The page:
If you choose to have a DMEK surgery, you will be scheduled on a routine basis that is convenient for you and corresponds to our normal surgical schedule. The surgery will be performed under local anesthesia unless there is a reason for which you would do better with general anesthesia Local anesthesia is when you are “numb” and cannot feel pain, but are awake enough to answer questions. General anesthesia is when you are completely asleep during the procedure.
During the surgery a single 3 .5 mm long line incision is made in the cornea, a pocket is formed, and just the diseased endothelial layer of your cornea will be removed by gently “stripping” the diseased tissue off, like peeling wallpaper off of a wall. The donor endothelium carried on a membrane called the Descemet’ s membrane of the donor cornea is then placed through the incision and pocket and placed into position on the back surface of your cornea to replace the diseased tissue that was removed. A large gas bubble (20% SF6 inert gas) is placed to keep the tissue firmly in place until after a few minutes it can adhere on its own. A small opening is made in the iris (the colored part of the eye) to help prevent high pressure buildup in your eye during the first few days after surgery. The initial incision is then closed with one small sutures and the procedure is completed.
The surgical procedure will take about one hour to perform, slightly longer than a standard PK (45 minutes). If you also have a cataract of the lens of the eye, then cataract surgery can be performed at the same time as DMEK surgery. If cataract and DMEK surgery are done, then the surgery takes about 1 and a half hours. You will be required to lie flat on your back, facing the ceiling for one hour immediately after the operation to help the bubble help the tissue to adhere. Surgery is usually done as an outpatient procedure at the hospital and you are sent home with a patch on your eye that same afternoon. We ask that you try to lie flat facing the ceiling as much as possible after you get home for the first night of surgery. You should have minimal discomfort after surgery, and standard over-the-counter pain medications can be taken if necessary. You will return to see your surgeon the next day. The patch will be removed and your eye will be examined. You will be placed on antibiotic and steroid drops to prevent infection and to help with healing. This first visit after surgery will only take about 15 to 30 minutes, and is primarily done to check the pressure and to be sure that the donor disc is in good position. If the donor disc is detached or is at risk of detaching, you will be taken back to a clinic minor room for more air bubble to be injected in your eye to help with reattachment. You will have a brief visit to the clinic weekly for two or three visits after surgery, and then again at three months. The visits after 3 months can be done by your local referring doctor if it is more convenient for you and if your referring doctor agrees with this. Later visits at 6, 12, and 24 months will require extra testing of your vision and of the cornea and will take about 45 minutes to an hour. We would like to do those visits here at Devers Eye Institute, but if it is more convenient for you and if your referring doctor agrees, those visits also can be done locally by your referring doctor for your convenience. We will of course see you at any time that you have any concerns, questions or problems after your surgery.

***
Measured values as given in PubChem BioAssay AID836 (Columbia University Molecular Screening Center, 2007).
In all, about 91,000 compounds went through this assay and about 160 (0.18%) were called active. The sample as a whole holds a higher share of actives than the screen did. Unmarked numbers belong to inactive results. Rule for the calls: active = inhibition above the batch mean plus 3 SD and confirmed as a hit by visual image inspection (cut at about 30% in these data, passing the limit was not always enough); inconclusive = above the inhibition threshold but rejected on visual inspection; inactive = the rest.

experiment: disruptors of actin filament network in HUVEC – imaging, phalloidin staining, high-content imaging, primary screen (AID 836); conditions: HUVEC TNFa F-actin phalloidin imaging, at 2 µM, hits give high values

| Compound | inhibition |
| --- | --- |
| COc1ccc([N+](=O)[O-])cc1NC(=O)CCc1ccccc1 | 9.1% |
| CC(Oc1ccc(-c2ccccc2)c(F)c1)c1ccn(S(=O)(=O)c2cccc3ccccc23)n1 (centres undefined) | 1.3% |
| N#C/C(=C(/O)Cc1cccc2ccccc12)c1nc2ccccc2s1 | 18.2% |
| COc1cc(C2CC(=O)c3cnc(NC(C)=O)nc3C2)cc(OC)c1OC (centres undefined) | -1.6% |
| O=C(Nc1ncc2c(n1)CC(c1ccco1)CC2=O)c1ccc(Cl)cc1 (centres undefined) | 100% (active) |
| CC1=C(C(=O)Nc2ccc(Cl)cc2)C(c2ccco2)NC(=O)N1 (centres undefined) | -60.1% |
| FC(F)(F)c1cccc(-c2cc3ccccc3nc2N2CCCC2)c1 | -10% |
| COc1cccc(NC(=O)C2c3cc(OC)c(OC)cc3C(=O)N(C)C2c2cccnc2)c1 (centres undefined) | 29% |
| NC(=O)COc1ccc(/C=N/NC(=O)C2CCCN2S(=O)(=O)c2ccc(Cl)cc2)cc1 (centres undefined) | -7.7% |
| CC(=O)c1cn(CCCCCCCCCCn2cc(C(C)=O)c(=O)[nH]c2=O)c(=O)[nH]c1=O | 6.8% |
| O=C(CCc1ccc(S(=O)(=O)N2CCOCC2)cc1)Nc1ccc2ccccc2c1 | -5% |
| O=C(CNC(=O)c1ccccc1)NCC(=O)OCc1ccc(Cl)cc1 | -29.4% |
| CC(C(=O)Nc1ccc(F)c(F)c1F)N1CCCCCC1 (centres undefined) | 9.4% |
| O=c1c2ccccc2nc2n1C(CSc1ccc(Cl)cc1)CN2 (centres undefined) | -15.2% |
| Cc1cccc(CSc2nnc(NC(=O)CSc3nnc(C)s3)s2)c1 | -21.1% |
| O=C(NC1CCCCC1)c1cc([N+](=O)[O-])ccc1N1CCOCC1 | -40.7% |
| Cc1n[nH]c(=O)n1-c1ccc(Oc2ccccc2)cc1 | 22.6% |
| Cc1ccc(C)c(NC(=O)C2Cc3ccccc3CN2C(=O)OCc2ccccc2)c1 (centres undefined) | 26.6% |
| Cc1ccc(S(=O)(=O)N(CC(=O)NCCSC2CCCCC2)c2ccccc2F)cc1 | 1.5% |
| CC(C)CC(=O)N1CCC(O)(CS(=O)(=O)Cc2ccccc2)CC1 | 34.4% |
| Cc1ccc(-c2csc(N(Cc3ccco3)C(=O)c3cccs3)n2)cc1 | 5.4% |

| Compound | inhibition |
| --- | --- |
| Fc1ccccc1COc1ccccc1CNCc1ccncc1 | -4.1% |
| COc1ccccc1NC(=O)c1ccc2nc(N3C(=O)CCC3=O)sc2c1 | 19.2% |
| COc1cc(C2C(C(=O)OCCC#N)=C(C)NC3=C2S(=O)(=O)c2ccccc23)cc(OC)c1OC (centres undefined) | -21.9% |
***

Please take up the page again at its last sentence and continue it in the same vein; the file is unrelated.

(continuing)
The tests that you will have performed at the pre-op visit and after surgery at the 6, 12, and 24 months visits are a vision test, a check for glasses, examination with the standard clinic microscope, a pressure check, and measurements of your cornea with various optical machines which record light reflections from the cornea (corneal maps). None of these tests will be difficult or uncomfortable for you. Once again, if your referring physician is able and willing to perform these tests and send the information to us, then your pre-operative testing and post operative testing can be done locally by your referring doctor for your convenience.
Risks and Discomforts
The following risks and discomforts of DMEK corneal transplant surgery are the same whether you have a full thickness PK corneal transplant or a split thickness EK corneal transplant. These include:
- There is often mild discomfort and “scratchiness” for one week after surgery that may be treated with Tylenol or another drug by mouth. Immediately after surgery your eye will be red. There may be temporary discomfort to you from the eye examination or eye drops. This may include stinging, redness or itching.
- A serious infection or bleeding occurs in 1 in 1,000 patients.
- Serious problems caused by anesthesia occur in 1 in 10,000 patients including not awakening from anesthesia or having neurological problems from the anesthesia.